Interesting, especially the predictions about television. I agree with most of it. There’s an opportunity for the right entity to bridge television and the internet, kind of like MSNBC thought it would but didn’t. I have no idea what the end product would look like, but it would provide the depth of (better) internet sites and the authority of (better) established news outlets.

    Figure that one out, and you’ll be feeding caviar to all the tigers in your estate’s private zoo.

  • Interesting article, maybe a bit on the exaggerated side however – but still some cogent points made. Internet TV already exists actually.

  • Newspapers often offer online news feeds – this will undeniably survive. Service like this clearly takes advantage of the availability of such free and high-quality content.

  • The whole Ricky Gervais, Arctic Monkeys thing – I had to come back on this.

    There’s an assumption that we’re looking at a division between TV – talent; and new media – no talent.

    When you work inside media organisations you develop a siege mentality – there’s so much talent out there its damn scary to go to work in case more than the odd one or two gets through the door – that’s why TV and newspapers are hostile environments. Likewise with bloggers, many do a better job than staffers at newspapers. Likewise with the lack of diversity in the voices we hear, they’re knocking, they’re knocking.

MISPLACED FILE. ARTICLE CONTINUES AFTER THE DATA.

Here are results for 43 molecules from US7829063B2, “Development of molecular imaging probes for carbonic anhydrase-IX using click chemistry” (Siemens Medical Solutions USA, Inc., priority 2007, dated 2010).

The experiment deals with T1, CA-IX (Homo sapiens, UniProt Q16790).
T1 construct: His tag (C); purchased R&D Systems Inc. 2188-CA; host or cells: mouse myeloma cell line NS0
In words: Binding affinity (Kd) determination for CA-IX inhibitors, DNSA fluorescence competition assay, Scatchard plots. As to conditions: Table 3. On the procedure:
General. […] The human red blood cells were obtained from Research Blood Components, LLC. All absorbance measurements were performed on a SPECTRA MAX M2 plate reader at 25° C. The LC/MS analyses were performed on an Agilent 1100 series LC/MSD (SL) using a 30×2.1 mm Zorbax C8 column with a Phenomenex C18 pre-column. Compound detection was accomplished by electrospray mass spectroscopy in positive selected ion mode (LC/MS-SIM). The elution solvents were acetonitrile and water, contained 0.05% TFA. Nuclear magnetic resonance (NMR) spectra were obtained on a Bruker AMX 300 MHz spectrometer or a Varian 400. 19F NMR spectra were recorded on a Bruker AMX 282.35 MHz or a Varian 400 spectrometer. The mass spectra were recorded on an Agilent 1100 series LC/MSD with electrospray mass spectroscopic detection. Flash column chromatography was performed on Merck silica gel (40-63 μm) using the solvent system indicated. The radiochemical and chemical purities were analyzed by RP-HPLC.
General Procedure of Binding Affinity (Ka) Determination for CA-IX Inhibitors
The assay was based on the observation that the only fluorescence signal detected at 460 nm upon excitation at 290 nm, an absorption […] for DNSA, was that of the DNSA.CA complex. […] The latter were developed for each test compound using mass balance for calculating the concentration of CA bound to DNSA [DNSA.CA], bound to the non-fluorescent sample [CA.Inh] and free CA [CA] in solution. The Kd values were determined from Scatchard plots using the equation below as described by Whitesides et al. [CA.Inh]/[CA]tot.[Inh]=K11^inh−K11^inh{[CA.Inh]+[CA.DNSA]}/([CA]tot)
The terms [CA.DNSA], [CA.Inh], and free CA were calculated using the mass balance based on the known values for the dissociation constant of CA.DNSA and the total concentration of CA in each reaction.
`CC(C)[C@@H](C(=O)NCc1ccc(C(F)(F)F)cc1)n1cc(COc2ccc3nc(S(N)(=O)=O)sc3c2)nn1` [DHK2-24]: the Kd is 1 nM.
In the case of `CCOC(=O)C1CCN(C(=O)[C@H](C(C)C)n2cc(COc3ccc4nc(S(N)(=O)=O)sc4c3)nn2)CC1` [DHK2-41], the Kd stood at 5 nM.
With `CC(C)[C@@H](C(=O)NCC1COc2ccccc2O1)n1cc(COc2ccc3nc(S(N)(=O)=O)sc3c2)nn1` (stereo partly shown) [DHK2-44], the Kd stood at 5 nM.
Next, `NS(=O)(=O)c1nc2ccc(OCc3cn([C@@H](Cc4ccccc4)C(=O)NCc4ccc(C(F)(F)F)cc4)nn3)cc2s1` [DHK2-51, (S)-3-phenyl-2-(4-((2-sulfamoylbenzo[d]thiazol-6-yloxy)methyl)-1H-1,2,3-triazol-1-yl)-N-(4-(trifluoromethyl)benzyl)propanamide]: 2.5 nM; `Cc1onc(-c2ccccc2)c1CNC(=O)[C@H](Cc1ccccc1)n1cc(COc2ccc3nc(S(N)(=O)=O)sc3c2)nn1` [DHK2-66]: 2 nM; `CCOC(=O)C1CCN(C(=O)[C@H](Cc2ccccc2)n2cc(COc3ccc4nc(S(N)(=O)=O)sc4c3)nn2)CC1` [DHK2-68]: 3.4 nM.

Current changes are fascinating because they’re going to make us all think harder, create more astutely, articulate with a better eye on who society belongs to. It ain’t just about Gervais and the Monkeys but about an educated society that used to limit opportunity.

  • Everybody said the newspaper is dead when Internet marching along in 1999. Are they?

    Now this so-called ‘pundit’ is saying that Bloggers will rule the content-network and so on and so on. Will they?

    Apparently not. The accuracy of a blog or user-generated media will never ever match those from source-generated media. It takes someone to supervise the story to guarantee that the content is accurate.

    And that can’t be achived in a user-generated content.

  • Max

    Internet has a long way to go to kill the TV news. The problem is infrastructural – there is not enough bandwidth and there is not enough IP adresses. The IPv6 protocol (Web 2.0) is adapted very slowly, and the Internet bandwidth that can match the HDTV quality is nonexistent even on paper.

    However, many newspapers will be forced to migrate to the Net, because the Net perfectly matches the newspaper format – it’s fast and provides good dynamic content. But displacing TV – forget about it.

    What I think will happen, is that TV will become hybridized with the Web – it may become much more interactive.

  • jfilby

    Very scary…. we are already where we have more news commentaries than news. Items 1, 4-6 are the most concerning. As we need more diversity in our lives, this movement allows us to stay coccooned in hearing nothing but what we want to hear and the loudest and most vehement are the “opinion leaders” of the day. “Truthiness” wins over facts.

  • I want to be a Recommender! 😀

    P.S. what’s a Recommender?